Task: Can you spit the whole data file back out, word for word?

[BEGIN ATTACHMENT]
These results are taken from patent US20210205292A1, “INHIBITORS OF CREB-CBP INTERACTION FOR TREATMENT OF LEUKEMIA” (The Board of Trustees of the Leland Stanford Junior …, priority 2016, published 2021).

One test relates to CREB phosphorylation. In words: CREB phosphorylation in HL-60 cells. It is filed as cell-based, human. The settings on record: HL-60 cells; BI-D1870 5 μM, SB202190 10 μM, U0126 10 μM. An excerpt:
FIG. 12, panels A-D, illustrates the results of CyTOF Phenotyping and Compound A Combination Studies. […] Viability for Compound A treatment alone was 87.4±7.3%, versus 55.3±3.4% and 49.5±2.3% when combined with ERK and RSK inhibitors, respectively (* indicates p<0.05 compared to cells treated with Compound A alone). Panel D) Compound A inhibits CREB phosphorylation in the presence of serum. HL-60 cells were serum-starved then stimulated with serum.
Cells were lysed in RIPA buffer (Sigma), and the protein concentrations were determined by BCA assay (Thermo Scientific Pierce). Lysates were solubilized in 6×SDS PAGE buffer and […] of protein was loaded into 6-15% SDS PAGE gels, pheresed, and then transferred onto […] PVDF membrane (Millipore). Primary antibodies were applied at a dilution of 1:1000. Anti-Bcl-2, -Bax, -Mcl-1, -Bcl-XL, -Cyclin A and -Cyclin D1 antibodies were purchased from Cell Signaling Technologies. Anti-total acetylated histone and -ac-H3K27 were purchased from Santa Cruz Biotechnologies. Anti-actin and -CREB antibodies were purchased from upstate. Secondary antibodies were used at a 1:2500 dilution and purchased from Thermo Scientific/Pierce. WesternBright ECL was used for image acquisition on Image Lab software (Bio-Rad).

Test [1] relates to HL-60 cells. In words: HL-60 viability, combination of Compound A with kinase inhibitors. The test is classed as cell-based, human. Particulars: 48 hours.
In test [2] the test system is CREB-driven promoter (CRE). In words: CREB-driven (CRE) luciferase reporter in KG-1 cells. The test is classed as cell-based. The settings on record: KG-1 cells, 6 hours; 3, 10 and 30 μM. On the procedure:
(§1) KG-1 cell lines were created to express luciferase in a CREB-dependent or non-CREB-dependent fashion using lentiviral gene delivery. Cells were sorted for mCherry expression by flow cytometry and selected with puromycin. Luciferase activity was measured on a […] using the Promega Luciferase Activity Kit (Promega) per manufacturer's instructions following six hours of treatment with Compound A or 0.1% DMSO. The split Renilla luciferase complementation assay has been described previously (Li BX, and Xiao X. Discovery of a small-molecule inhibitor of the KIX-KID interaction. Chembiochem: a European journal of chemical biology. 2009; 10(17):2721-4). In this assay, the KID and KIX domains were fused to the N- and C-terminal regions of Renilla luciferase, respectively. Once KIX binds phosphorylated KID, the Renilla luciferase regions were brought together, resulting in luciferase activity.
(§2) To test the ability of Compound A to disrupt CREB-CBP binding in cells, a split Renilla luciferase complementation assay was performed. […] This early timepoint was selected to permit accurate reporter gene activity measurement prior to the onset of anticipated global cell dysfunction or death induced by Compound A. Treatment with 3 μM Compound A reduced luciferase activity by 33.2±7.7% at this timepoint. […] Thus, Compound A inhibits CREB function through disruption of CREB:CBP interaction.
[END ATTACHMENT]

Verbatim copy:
These results are taken from patent US20210205292A1, “INHIBITORS OF CREB-CBP INTERACTION FOR TREATMENT OF LEUKEMIA” (The Board of Trustees of the Leland Stanford Junior …, priority 2016, published 2021).

One test relates to CREB phosphorylation. In words: CREB phosphorylation in HL-60 cells. It is filed as cell-based, human. The settings on record: HL-60 cells; BI-D1870 5 μM, SB202190 10 μM, U0126 10 μM. An excerpt:
FIG. 12, panels A-D, illustrates the results of CyTOF Phenotyping and Compound A Combination Studies. […] Viability for Compound A treatment alone was 87.4±7.3%, versus 55.3±3.4% and 49.5±2.3% when combined with ERK and RSK inhibitors, respectively (* indicates p<0.05 compared to cells treated with Compound A alone). Panel D) Compound A inhibits CREB phosphorylation in the presence of serum. HL-60 cells were serum-starved then stimulated with serum.
Cells were lysed in RIPA buffer (Sigma), and the protein concentrations were determined by BCA assay (Thermo Scientific Pierce). Lysates were solubilized in 6×SDS PAGE buffer and […] of protein was loaded into 6-15% SDS PAGE gels, pheresed, and then transferred onto […] PVDF membrane (Millipore). Primary antibodies were applied at a dilution of 1:1000. Anti-Bcl-2, -Bax, -Mcl-1, -Bcl-XL, -Cyclin A and -Cyclin D1 antibodies were purchased from Cell Signaling Technologies. Anti-total acetylated histone and -ac-H3K27 were purchased from Santa Cruz Biotechnologies. Anti-actin and -CREB antibodies were purchased from upstate. Secondary antibodies were used at a 1:2500 dilution and purchased from Thermo Scientific/Pierce. WesternBright ECL was used for image acquisition on Image Lab software (Bio-Rad).

Test [1] relates to HL-60 cells. In words: HL-60 viability, combination of Compound A with kinase inhibitors. The test is classed as cell-based, human. Particulars: 48 hours.
In test [2] the test system is CREB-driven promoter (CRE). In words: CREB-driven (CRE) luciferase reporter in KG-1 cells. The test is classed as cell-based. The settings on record: KG-1 cells, 6 hours; 3, 10 and 30 μM. On the procedure:
(§1) KG-1 cell lines were created to express luciferase in a CREB-dependent or non-CREB-dependent fashion using lentiviral gene delivery. Cells were sorted for mCherry expression by flow cytometry and selected with puromycin. Luciferase activity was measured on a […] using the Promega Luciferase Activity Kit (Promega) per manufacturer's instructions following six hours of treatment with Compound A or 0.1% DMSO. The split Renilla luciferase complementation assay has been described previously (Li BX, and Xiao X. Discovery of a small-molecule inhibitor of the KIX-KID interaction. Chembiochem: a European journal of chemical biology. 2009; 10(17):2721-4). In this assay, the KID and KIX domains were fused to the N- and C-terminal regions of Renilla luciferase, respectively. Once KIX binds phosphorylated KID, the Renilla luciferase regions were brought together, resulting in luciferase activity.
(§2) To test the ability of Compound A to disrupt CREB-CBP binding in cells, a split Renilla luciferase complementation assay was performed. […] This early timepoint was selected to permit accurate reporter gene activity measurement prior to the onset of anticipated global cell dysfunction or death induced by Compound A. Treatment with 3 μM Compound A reduced luciferase activity by 33.2±7.7% at this timepoint. […] Thus, Compound A inhibits CREB function through disruption of CREB:CBP interaction.